“I appreciate the grant,” Turner said. “We will come back once we get on the other side of this pandemic. Our mission is too important. The money will help in our resurgence. It is earmarked for the special needs community and we’re very thankful we got it. For us, it’s all about helping these families… Oakland County has been great to work with. They want us to succeed.”
Stephanie Ames, owner of Blue Birch Outfitters in downtown Milford, was excited about her new clothing and sports business. It opened March 1.
“Just in time to shut down,” Ames said.
But with the help of a grant from the county, she was able to add more inventory and get her website going during the pandemic shutdown.
“It’s a great thing for the county to be able to help out like that,” she said. “A lot of businesses didn’t survive it.”
The county has allocated all $219 million it received in federal Coronavirus Aid, Relief, and Economic Security (CARES) Act funding. Support included:
- $32 million for retail stores, restaurants and personal service businesses such as salons and fitness centers.
- Saving Businesses, Saving Lives” grant, which incentivized Oakland County manufacturers (23 companies to date sharing $887,000) to produce personal protective equipment for health care workers, hospitals and first responders.
- Oakland County ($10 million) partnered with Automation Alley to bring advanced manufacturing technologies to small and medium businesses to improve the region’s agility and ability to respond to future disruptions such as COVID-19. Oakland and Macomb county-based manufacturers interested in applying for the Personal Protective Equipment Resilience Grant Program can find more information and a link to the application here.
- $28 million to help 28 public school districts recover some of the unexpected costs incurred preparing for in school or remote student learning.
- 15,000 Oakland Together COVID-19 safety kits were distributed, which included facemasks, no-touch thermometers, gloves and sanitizer to give small businesses, faith-based and nonprofit organizations essential materials for reopening.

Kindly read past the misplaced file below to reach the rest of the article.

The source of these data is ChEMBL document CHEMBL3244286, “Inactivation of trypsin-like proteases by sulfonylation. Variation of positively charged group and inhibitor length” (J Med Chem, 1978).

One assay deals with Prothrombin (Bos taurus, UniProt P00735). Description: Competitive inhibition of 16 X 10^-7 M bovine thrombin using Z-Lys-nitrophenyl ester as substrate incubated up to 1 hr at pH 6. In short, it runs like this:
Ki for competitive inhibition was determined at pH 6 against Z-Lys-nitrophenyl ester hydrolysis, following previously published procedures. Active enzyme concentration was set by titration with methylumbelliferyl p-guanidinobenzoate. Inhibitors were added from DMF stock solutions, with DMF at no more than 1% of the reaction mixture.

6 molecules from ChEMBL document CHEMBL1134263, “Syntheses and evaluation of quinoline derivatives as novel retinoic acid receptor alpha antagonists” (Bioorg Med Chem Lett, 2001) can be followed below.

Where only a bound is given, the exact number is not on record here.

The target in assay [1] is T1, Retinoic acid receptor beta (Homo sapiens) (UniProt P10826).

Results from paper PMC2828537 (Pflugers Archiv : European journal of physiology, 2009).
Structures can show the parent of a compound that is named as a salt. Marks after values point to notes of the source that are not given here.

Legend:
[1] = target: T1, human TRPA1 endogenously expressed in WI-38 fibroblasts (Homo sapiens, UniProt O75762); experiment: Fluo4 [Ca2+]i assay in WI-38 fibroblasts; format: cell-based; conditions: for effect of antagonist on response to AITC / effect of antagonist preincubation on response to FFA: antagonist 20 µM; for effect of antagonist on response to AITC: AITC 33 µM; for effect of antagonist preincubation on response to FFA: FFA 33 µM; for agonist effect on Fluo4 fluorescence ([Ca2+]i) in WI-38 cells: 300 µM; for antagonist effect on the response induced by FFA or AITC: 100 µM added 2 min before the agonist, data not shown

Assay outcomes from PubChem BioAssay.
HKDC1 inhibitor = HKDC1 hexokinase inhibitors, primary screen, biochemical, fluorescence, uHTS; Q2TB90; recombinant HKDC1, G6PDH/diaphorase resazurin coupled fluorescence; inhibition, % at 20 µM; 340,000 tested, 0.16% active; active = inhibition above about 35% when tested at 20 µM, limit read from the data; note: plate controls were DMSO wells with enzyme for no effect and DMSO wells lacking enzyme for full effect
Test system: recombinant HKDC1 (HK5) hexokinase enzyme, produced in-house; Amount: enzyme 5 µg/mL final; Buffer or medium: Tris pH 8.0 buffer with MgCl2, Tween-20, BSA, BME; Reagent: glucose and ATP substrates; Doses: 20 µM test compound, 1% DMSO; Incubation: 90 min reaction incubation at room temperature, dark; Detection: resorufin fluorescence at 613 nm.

- $30 million for cities, townships, and villages to help with unbudgeted costs from the pandemic
- $2 million to hire 60 school nurses to help districts develop strategies to prepare for the safe return of students, faculty and staff to the classroom or for virtual learning.
- $10 million fund to support 84 non-profit organizations, with grants ranging from $4,000 to $500,000.
- $8.1 million for the Rent, Mortgage & Utility Relief Program to assist eligible county residents who have fallen behind on their rent, mortgage or utility payments because of a lost job or other income reduction with a one-time grant of up to $15,000 per household.
- $2 million to assist museums and cultural institutions.
- $1 million in emergency aid for veterans, service members and eligible family members affected by the coronavirus for health, economic and financial hardships resulting from the COVID-19 pandemic. It is comprised of $250,000 in COVID-19 emergency assistance.
FOR IMMEDIATE RELEASE
September 29, 2020
Media Contact: Press@Michigan.gov
Governor Whitmer Extends State of Emergency to Protect Michigan Families, Frontline Workers, and Small Businesses
Governor also extends four executive orders to protect vulnerable populations